Editor's Note: Dr. Harry Croft is a former Army doctor who has evaluated more than 7,000 veterans with PTSD. He is medical director of the San Antonio Psychiatric Research Center, has been in private practice for 35 years and just released his new book, I Always Sit With My Back to The Wall (written with coauthor, Reverend Dr. Chrys Parker).
By Harry Croft - Special to CNN
The shocking news of an American soldier allegedly going on a shooting rampage and taking the lives of 16 Afghanistan civilians has captivated the world this week. The question everyone is trying to answer: What caused him to snap and commit such a heinous act?
Details are slowly emerging, but as a former Army doctor and someone who has evaluated more than 7,000 veterans with PTSD (Post Traumatic Stress Disorder), I believe a combination of factors pushed the unnamed soldier over the edge.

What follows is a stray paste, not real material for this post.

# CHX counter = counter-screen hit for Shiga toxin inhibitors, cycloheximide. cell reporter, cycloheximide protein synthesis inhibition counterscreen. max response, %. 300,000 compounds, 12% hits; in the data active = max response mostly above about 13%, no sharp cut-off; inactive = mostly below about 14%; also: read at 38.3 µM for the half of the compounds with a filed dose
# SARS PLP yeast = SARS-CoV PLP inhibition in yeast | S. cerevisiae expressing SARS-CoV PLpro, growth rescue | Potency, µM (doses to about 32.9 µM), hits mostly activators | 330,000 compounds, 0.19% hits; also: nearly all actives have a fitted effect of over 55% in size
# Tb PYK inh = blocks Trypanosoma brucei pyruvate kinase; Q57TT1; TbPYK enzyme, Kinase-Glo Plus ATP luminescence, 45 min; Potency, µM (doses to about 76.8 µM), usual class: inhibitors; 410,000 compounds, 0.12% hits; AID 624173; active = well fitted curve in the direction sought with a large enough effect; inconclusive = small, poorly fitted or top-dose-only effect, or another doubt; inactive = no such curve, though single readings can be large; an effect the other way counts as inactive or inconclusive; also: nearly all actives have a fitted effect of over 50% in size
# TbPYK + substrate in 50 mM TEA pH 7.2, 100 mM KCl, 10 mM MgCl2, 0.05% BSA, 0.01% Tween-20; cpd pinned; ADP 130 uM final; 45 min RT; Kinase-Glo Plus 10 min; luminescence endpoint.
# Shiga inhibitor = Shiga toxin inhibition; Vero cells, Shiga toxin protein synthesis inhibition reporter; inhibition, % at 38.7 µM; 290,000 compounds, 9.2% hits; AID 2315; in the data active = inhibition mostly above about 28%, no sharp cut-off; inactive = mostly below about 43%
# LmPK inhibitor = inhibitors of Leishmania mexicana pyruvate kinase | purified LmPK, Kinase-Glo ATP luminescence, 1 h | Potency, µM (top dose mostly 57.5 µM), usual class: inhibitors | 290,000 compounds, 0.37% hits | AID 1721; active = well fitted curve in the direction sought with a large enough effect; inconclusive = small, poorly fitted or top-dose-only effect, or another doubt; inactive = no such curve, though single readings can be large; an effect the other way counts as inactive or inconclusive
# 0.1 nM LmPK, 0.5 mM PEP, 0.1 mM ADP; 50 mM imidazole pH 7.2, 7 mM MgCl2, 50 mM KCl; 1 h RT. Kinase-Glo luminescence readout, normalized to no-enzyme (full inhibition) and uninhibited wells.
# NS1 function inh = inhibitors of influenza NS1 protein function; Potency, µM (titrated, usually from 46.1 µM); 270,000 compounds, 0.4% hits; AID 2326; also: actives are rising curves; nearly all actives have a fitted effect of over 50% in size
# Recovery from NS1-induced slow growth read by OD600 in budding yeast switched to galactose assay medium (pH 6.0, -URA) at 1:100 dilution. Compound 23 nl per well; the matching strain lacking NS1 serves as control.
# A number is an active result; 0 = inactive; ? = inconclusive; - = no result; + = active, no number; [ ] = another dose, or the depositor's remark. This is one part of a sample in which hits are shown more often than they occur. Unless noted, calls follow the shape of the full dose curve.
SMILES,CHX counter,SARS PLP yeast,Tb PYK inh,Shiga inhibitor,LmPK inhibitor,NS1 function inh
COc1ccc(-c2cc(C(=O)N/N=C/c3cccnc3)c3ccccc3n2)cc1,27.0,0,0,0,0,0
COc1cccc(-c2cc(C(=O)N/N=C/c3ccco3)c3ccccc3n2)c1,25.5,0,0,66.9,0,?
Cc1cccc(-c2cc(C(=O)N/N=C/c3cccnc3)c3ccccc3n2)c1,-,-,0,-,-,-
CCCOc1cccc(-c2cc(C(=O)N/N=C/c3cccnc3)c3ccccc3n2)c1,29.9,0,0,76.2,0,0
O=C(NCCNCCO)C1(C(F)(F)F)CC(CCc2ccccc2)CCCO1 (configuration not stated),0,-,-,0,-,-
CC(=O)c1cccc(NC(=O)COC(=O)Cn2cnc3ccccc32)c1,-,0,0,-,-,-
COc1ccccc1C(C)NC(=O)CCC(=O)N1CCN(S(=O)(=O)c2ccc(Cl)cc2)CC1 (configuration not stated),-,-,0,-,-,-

This soldier was more than likely suffering from PTSD and Traumatic Brain Injury (TBI), but these conditions alone would not have caused him to go on a killing spree. Even in the most severe cases I’ve seen in my 30 years of research and treating patients, I have never seen or heard of anyone with PTSD alone doing such a thing. Yes, PTSD typically brings on symptoms of anger, irritability, and even at times, rage. It causes a person to feel distant and detached, easily startled or hyper-vigilant. The person might be unsociable and have trouble expressing his or her emotions. But killing 16 people is not a result of combat-related PTSD alone. FULL POST